FIG. 11 illustrates, in plan view, details of the teaching box 11, 12 or 13. The teaching box has a teaching work basic function operation panel which is manipulated for ordinary manual movement of a robot and storage of position data in the memory.
With reference to FIG. 12, posture information of a robot is a Cartesian coordinate value which is represented by six data in terms of mm unit and degree unit corresponding to coordinates X, Y and Z of a finger position P of the robot in XYZ coordinates and torsion angles α, β and γ of the finger, where:
α: angle made by a finger coordinate axis XH with respect to XY plane,
β: angle made by a finger coordinate axis YH with respect to XY plane, and
γ: absolute rotation angle of a finger shaft (#6).
When a teaching program (stored in a ROM (23)) for the microprocessor (A) 104 is started, key input commands from the teaching box are interpreted following initialization of each data. To this end, keys on a teaching basic operation panel 119 of the teaching box 11, 12 or 13 which are being depressed are addressed periodically by a microprocessor (B) 112 through a key board display I/F 113 in response to a signal from a clock generator 114, addressed code data is sent to the microprocessor (A) 104 through bus line 118, ACIA 116, level changer 115, serial I/F 108 and bus line 105 in response to a data transfer requesting signal from the controller 1, 2 or 3, and the microprocessor (A) 104 analyzes the code data to determine what processing is instructed by the code data, so that the code data is transferred to a corresponding process routine and the program jumps to the process routine.
Involved in this procedure are a teaching processing (120a) for fetching the position coordinate value of robot into a memory 122, a mode change processing (120e, 120f) for selecting either an articulatory mode wherein individual shafts are independently moved during manual movement of the robot or an orthogonal mode wherein fingers are moved along the Cartesian coordinates, a hand lock and release processing (120c, 120d), and a processing wherein the microprocessor (B) 112 turns on LEDs (light emitting diodes) 121a to 121f located above depressed keys 120a to 120f through the PIO 117 so as to indicate that the processing keys 120a to 120f are depressed. These processings, however, will not be detailed herein.
An arm operation processing (120g to 120r) is adapted for calculating target values in accordance with operation modes determined by the mode change processing. The target values are determined in terms of orthogonal coordinates (A) and stored in the RAM 122. The determined target values correspond to a gradually increasing displacement within a range not exceeding a maximum displacement before initial depression of the key for the target coordinates is released, and a gradually decreasing displacement toward zero displacement after the key is released, these target values being added to or subtracted from coordinates (A) determined in one preceding cycle in accordance with the direction of movement to obtain current target coordinates. The current target coordinates are converted into corresponding encoder values for the respective robot shafts. Actual current values are obtained by reading outputs of the pulse encoders PE through the counter 107. Thus, the difference between the corresponding encoder value and the actual current value is applied, in the form of a current command pulse number, to the respective shafts through the D/A connecter 106, thereby applying speed instructions to the servodriver and then driving the robot.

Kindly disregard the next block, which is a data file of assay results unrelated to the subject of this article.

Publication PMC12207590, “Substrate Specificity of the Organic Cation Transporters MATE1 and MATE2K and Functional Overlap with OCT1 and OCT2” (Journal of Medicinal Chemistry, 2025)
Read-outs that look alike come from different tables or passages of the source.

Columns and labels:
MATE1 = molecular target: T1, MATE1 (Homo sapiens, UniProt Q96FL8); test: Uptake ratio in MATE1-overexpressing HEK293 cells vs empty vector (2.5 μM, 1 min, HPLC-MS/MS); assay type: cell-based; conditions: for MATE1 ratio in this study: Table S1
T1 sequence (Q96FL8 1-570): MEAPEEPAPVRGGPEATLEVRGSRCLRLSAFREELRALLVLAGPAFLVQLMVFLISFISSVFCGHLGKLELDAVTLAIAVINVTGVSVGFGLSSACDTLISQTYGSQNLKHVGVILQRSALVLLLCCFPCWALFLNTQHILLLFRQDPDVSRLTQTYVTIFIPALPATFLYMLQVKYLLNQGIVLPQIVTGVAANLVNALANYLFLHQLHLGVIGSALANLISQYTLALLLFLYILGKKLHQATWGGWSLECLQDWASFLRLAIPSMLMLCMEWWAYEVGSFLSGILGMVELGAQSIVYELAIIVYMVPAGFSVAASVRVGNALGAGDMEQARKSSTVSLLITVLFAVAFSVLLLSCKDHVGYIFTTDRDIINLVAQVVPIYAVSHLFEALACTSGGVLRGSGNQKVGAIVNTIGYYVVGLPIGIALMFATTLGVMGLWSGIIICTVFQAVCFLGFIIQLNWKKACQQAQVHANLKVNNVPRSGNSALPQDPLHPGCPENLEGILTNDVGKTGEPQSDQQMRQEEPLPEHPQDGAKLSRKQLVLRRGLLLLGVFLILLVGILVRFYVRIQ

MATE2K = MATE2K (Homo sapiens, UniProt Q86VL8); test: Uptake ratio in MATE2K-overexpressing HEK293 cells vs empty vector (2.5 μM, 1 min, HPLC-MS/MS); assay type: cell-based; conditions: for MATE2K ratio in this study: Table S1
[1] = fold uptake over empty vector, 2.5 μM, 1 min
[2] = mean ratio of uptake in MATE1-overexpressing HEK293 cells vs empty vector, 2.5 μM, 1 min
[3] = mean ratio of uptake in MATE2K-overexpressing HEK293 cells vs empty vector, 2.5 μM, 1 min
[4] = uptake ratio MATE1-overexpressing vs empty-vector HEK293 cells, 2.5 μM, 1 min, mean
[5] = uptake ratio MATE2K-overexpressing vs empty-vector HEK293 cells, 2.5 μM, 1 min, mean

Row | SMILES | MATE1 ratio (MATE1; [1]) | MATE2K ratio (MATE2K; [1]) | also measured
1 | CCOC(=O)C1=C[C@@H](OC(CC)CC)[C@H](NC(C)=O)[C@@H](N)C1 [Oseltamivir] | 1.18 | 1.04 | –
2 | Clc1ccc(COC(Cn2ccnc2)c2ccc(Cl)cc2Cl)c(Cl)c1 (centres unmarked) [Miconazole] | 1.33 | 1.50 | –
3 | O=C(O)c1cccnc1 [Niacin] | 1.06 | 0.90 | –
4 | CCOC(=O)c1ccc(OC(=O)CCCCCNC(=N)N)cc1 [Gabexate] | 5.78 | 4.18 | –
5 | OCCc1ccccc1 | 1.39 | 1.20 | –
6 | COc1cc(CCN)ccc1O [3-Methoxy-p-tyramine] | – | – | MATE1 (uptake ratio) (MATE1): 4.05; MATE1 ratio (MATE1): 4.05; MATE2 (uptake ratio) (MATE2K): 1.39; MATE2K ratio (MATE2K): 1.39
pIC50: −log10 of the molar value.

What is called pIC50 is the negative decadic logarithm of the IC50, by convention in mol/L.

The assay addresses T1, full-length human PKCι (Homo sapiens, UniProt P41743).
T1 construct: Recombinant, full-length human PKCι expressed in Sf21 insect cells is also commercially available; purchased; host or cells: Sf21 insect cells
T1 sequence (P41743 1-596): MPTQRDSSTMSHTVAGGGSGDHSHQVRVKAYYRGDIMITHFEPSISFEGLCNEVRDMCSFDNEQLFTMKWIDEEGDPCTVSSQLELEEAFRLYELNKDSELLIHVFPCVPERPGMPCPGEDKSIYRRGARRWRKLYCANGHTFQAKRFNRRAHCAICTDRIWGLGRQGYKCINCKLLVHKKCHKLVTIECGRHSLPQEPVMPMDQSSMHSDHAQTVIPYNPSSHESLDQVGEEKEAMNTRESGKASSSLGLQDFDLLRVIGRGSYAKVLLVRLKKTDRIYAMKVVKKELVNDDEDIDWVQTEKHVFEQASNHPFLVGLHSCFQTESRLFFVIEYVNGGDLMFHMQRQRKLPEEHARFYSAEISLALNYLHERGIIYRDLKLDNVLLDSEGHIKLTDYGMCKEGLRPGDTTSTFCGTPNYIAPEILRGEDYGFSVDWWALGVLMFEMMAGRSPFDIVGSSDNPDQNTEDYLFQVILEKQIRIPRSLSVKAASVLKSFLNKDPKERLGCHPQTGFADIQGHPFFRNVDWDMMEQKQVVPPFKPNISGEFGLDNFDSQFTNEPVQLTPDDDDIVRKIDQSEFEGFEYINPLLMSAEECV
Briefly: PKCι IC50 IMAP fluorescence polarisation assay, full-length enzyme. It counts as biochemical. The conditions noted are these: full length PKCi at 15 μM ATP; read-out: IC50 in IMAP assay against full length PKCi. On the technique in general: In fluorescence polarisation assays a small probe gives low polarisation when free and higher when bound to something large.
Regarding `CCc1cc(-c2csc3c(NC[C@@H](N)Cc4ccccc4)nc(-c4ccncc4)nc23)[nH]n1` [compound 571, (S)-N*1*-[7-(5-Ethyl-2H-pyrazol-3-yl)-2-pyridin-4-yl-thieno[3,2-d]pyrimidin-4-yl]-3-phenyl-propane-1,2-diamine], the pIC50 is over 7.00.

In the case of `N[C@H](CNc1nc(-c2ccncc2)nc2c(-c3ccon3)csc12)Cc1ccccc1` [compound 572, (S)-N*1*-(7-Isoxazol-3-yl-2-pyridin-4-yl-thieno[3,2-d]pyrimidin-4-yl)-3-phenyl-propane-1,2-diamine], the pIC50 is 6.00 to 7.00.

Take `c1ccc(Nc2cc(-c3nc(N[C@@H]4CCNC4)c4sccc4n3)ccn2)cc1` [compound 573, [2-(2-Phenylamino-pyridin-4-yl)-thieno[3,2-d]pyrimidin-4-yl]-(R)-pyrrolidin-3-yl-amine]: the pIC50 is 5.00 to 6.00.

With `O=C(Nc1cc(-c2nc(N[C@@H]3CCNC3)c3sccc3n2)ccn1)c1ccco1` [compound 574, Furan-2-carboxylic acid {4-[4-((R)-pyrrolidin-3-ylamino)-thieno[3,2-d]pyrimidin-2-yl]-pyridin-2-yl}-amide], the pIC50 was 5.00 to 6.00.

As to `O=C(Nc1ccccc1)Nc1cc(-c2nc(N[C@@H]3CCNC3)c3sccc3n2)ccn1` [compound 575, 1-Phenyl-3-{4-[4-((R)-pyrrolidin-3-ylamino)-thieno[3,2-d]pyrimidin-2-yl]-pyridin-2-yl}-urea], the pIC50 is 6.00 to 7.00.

In this manner, position data in each operation element for each robot R1, R2 or R3 stored in the RAM 122 is read out through a communication interface 124 and then stored in the robot control data file 23. Alternatively, position data may be stored in post processor 27, 28 or 29, only position data number may be divided and edited, and position data corresponding to the position data number may be inputted by the post processor 27, 28 or 29.
Returning to FIG. 2, a robot control data dividing processor 24 featuring the present invention divides robot control data for each finger tool and for each assembling parts and stores the same in an operation element file 25. On the other hand, a work allotment processor 34 fetches work field situation data through a sensor or data input terminal unit 33 to determine the work allotment correspondingly, and instructs a robot control data editing processor 26 of the work allotment. The robot control data editing processor 26 featuring the present invention combines and edits the operation element for each robot in accordance with the work allotment instruction. The edited operation element is processed by the post processors 27 to 29 respectively associated with the robots in view of data formats specified thereto, thus preparing robot control data 30 to 32 for the respective robots.
The robot control data dividing processor 24 performs a processing as shown in FIG. 3. An operation sequence data 40 corresponding to a product and representing an operation sequence of a robot necessary for assembling the product includes an operation sequence data number 41 corresponding to the product, a definition statement (representative of a hand and a finger tool used) 42, finger tool designating data 43a, 43b, 43c, 43d - - - for designating a plurality of finger tools generally used for assembling the single product, operation data 44a, 44b, 44c, 44d - - - indicative of operations by the designated finger tools and condition therefor, the finger tool designating data and the operation data constituting alternate sets of data, and a code FINI 45 indicative of the end of data. A product corresponding position data 46 representative of positions of the robots R1, R2 and R3 at which the operations are performed includes a position number data number 47 and position data 48 which are related to position names in the operation sentence. As described above, since the robots R1, R2 and R3 cannot be positioned to an identical position even if an identical position instruction is applied to the robots R1, R2 and R3, the position data 46 is obtained by operating and teaching the robots R1, R2 and R3.